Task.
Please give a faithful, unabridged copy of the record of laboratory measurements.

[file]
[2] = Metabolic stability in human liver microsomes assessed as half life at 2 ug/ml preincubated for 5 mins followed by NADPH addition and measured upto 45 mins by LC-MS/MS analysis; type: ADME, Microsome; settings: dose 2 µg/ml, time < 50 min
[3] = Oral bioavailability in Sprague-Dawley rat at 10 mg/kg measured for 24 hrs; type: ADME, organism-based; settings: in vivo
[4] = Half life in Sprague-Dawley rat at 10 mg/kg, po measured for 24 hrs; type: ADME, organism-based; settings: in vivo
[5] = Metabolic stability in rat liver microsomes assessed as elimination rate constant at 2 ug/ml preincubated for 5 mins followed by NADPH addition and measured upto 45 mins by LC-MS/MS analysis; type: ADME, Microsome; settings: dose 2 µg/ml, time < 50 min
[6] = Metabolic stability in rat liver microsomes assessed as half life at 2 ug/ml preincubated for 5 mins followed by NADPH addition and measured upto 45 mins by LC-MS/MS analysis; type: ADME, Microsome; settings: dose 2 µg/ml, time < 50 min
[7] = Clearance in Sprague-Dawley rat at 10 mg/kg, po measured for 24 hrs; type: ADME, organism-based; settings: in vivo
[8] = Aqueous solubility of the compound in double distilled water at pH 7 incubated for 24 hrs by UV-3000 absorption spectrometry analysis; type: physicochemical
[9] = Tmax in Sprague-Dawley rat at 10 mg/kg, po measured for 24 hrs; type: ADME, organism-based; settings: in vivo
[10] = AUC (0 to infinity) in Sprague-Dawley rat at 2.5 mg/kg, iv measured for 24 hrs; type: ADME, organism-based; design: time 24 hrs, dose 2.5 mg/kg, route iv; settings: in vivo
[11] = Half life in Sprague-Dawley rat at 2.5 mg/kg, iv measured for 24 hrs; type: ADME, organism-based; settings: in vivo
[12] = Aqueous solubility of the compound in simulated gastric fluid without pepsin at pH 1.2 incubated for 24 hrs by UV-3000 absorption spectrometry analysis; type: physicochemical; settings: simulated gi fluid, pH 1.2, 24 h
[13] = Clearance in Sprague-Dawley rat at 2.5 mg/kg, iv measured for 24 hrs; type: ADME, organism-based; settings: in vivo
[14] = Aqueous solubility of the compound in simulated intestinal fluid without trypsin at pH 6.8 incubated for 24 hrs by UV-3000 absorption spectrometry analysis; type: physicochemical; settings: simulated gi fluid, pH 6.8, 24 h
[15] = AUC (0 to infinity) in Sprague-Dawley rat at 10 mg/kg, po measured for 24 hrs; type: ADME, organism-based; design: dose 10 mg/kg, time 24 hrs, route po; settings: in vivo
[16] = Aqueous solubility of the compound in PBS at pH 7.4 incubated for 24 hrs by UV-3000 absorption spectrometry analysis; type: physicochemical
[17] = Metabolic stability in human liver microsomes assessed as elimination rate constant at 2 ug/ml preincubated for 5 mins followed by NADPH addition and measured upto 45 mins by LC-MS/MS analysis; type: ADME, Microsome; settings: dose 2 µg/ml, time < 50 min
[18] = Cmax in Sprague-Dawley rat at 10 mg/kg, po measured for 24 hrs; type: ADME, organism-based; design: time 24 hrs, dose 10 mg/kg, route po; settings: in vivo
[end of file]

[2] = Metabolic stability in human liver microsomes assessed as half life at 2 ug/ml preincubated for 5 mins followed by NADPH addition and measured upto 45 mins by LC-MS/MS analysis; type: ADME, Microsome; settings: dose 2 µg/ml, time < 50 min
[3] = Oral bioavailability in Sprague-Dawley rat at 10 mg/kg measured for 24 hrs; type: ADME, organism-based; settings: in vivo
[4] = Half life in Sprague-Dawley rat at 10 mg/kg, po measured for 24 hrs; type: ADME, organism-based; settings: in vivo
[5] = Metabolic stability in rat liver microsomes assessed as elimination rate constant at 2 ug/ml preincubated for 5 mins followed by NADPH addition and measured upto 45 mins by LC-MS/MS analysis; type: ADME, Microsome; settings: dose 2 µg/ml, time < 50 min
[6] = Metabolic stability in rat liver microsomes assessed as half life at 2 ug/ml preincubated for 5 mins followed by NADPH addition and measured upto 45 mins by LC-MS/MS analysis; type: ADME, Microsome; settings: dose 2 µg/ml, time < 50 min
[7] = Clearance in Sprague-Dawley rat at 10 mg/kg, po measured for 24 hrs; type: ADME, organism-based; settings: in vivo
[8] = Aqueous solubility of the compound in double distilled water at pH 7 incubated for 24 hrs by UV-3000 absorption spectrometry analysis; type: physicochemical
[9] = Tmax in Sprague-Dawley rat at 10 mg/kg, po measured for 24 hrs; type: ADME, organism-based; settings: in vivo
[10] = AUC (0 to infinity) in Sprague-Dawley rat at 2.5 mg/kg, iv measured for 24 hrs; type: ADME, organism-based; design: time 24 hrs, dose 2.5 mg/kg, route iv; settings: in vivo
[11] = Half life in Sprague-Dawley rat at 2.5 mg/kg, iv measured for 24 hrs; type: ADME, organism-based; settings: in vivo
[12] = Aqueous solubility of the compound in simulated gastric fluid without pepsin at pH 1.2 incubated for 24 hrs by UV-3000 absorption spectrometry analysis; type: physicochemical; settings: simulated gi fluid, pH 1.2, 24 h
[13] = Clearance in Sprague-Dawley rat at 2.5 mg/kg, iv measured for 24 hrs; type: ADME, organism-based; settings: in vivo
[14] = Aqueous solubility of the compound in simulated intestinal fluid without trypsin at pH 6.8 incubated for 24 hrs by UV-3000 absorption spectrometry analysis; type: physicochemical; settings: simulated gi fluid, pH 6.8, 24 h
[15] = AUC (0 to infinity) in Sprague-Dawley rat at 10 mg/kg, po measured for 24 hrs; type: ADME, organism-based; design: dose 10 mg/kg, time 24 hrs, route po; settings: in vivo
[16] = Aqueous solubility of the compound in PBS at pH 7.4 incubated for 24 hrs by UV-3000 absorption spectrometry analysis; type: physicochemical
[17] = Metabolic stability in human liver microsomes assessed as elimination rate constant at 2 ug/ml preincubated for 5 mins followed by NADPH addition and measured upto 45 mins by LC-MS/MS analysis; type: ADME, Microsome; settings: dose 2 µg/ml, time < 50 min
[18] = Cmax in Sprague-Dawley rat at 10 mg/kg, po measured for 24 hrs; type: ADME, organism-based; design: time 24 hrs, dose 10 mg/kg, route po; settings: in vivo